As seen in the photo above, these monsters are still falling (both naturally and human triggered) and have the chance for triggering an avalanche below. Limiting time under these, as well as giving them a wide berth above, is key terrain management.

With the clear skis and cool temperatures loosening the surface, sluffs on steep slopes can be expected.

Avalanche Problem 2
  • Glide Avalanches
    Glide Avalanches
Glide Avalanches
Glide Avalanches are the release of the entire snow cover as a result of gliding over the ground. Glide avalanches can be composed of wet, moist, or almost entirely dry snow. They typically occur in very specific paths, where the slope is steep enough and the ground surface is relatively smooth. They are often proceeded by full depth cracks (glide cracks), though the time between the appearance of a crack and an avalanche can vary between seconds and months. Glide avalanches are unlikely to be triggered by a person, are nearly impossible to forecast, and thus pose a hazard that is extremely difficult to manage.
More info at Avalanche.org

Hundreds of glide cracks litter the mountains and a few of these continue to pop out and avalanche where people are recreating. One these was on Cornbiscuit over the weekend. Whether or not a crack will release is completely unpredictable and is why limiting time spent under these will be a message as long as the cracks continue to slowly open.

Glide avalanche on Cornbiscuit that released sometime in the past 36 hours. More on this HERE. Photo credit: Mike Loso.

Additional Concern
  • Persistent Slabs
    Persistent Slabs
Persistent Slabs
Persistent Slab avalanches are the release of a cohesive layer of snow (a slab) in the middle to upper snowpack, when the bond to an underlying persistent weak layer breaks. Persistent layers include: surface hoar, depth hoar, near-surface facets, or faceted snow. Persistent weak layers can continue to produce avalanches for days, weeks or even months, making them especially dangerous and tricky. As additional snow and wind events build a thicker slab on top of the persistent weak layer, this avalanche problem may develop into a Deep Persistent Slab.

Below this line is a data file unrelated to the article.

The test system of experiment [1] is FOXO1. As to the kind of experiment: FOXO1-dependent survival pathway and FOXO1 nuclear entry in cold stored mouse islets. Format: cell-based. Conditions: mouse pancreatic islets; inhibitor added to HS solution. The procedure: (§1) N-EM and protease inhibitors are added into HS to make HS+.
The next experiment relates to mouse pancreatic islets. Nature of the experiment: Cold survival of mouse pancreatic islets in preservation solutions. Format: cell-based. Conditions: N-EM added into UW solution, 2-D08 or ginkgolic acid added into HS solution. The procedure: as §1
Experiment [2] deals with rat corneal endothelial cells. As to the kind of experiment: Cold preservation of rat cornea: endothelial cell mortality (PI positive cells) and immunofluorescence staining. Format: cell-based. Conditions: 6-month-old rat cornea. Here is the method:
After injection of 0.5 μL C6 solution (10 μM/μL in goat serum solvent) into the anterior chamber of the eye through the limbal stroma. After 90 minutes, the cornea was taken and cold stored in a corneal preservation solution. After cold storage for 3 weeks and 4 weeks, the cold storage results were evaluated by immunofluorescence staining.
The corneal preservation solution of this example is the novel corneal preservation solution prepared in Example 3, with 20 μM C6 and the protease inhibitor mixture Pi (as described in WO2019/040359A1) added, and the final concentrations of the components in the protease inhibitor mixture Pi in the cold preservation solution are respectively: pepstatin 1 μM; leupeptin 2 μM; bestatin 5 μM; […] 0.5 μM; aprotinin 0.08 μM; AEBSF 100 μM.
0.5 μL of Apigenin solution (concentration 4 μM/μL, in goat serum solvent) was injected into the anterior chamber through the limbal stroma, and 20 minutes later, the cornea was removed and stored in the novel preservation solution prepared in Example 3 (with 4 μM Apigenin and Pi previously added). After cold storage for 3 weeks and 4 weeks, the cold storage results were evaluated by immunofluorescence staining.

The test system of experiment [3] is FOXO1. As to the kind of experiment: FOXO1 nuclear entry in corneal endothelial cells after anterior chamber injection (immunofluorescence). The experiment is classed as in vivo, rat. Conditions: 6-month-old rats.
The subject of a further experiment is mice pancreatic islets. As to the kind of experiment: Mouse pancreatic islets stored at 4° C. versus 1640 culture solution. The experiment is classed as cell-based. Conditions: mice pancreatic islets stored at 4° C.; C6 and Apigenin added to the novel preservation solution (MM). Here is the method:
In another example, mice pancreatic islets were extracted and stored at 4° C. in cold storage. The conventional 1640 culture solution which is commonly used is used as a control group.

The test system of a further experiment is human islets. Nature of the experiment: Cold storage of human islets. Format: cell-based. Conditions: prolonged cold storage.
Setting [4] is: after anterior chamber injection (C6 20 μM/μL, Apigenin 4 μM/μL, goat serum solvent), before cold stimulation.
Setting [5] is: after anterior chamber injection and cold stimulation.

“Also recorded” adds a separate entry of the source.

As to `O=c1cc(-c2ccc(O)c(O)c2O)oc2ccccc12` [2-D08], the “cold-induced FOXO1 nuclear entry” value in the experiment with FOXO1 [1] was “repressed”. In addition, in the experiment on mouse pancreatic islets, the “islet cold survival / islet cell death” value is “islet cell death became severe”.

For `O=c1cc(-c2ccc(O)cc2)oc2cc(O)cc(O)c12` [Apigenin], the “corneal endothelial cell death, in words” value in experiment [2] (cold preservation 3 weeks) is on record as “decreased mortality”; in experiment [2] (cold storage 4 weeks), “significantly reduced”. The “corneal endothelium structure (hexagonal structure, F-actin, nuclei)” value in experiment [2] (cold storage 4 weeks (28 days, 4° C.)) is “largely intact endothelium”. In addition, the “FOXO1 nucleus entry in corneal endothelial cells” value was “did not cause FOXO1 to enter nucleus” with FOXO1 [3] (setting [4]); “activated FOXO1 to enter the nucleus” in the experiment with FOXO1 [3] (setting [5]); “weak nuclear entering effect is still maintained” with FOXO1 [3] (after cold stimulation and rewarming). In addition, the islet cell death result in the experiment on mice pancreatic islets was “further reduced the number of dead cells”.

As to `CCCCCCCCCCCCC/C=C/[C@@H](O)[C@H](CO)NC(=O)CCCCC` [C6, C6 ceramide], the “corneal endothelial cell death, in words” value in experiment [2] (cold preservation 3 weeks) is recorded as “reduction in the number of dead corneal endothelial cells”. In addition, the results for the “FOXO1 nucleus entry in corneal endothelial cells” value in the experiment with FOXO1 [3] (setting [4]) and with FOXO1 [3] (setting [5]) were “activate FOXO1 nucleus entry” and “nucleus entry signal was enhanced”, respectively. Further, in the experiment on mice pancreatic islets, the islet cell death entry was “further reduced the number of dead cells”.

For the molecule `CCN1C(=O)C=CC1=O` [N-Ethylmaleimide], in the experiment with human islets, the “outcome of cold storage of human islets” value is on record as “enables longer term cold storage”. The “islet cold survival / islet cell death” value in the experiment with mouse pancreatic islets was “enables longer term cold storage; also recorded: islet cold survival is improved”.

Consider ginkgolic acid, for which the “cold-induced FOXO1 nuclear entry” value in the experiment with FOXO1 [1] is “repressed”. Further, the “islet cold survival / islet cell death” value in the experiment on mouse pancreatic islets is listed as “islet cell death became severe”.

More info at Avalanche.org

Yesterday a report came in of a large avalanche triggered off the Johnson Pass trail in the Groundhog Creek drainage on Saturday, January 30th. We were able to investigate the slide and it was indeed very large, 3′ deep and 2500-3000′ wide. See photo and video’s below. The weak layer was buried surface hoar that sits roughtly 3′ deep in the pack in this area. We have not seen this layer anywhere else in the forecast zone. It is most likely that the surface hoar was deposited in a short break in storms on 1/26 just prior to the 3+’ of new snow that fell from 1/27-1/29. More details HERE.

We are suspect that other areas south of our core Turnagain Pass forecast area may harbor this or other weak layers.

Photo of the basin that avalanched (4,000′, West aspect).

Video taken by party that triggered slide on Saturday January 30th.

Video taken the next day by forecasters.

Mon, February 1st, 2016

Yesterday saw clear skies, light easterly winds and temperatures in the 20’s F above treeline. Valleys stayed relatively cool and in the teens.

For today we could see some cloud cover stream as a weak frontal band stretches over us associated with a large trough in the Gulf. Winds picked up overnight from the East along the ridgetops to the 15mph range and may increase to the 20mph range today. Temperatures will be in the 20’s F from the valley’s to 3,500′ with only a shallow inversion in place this morning. There is a slight chance for a flurry or two late in the day.

For Tuesday night through Wednesday another system moves in that should bring snow as low as 500′. Stay tuned.

PRECIPITATION 24-hour data (6am – 6am)

  Temp Avg (F) Snow (in) Water (in) Snow Depth (in)
Center Ridge (1880′) 23   0   0   93  
Summit Lake (1400′)  16  0 0   27  
Alyeska Mid (1700′) 25   0   0   71  

RIDGETOP 24-hour data (6am – 6am)

  Temp Avg (F) Wind Dir Wind Avg (mph) Wind Gust (mph)
Sunburst (3812′)  22  East 9   26  
Seattle Ridge (2400′) 23   N/A   N/A     N/A    
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This is a general backcountry avalanche advisory issued for Turnagain Arm with Turnagain Pass as the core advisory area. This advisory does not apply to highways, railroads or operating ski areas.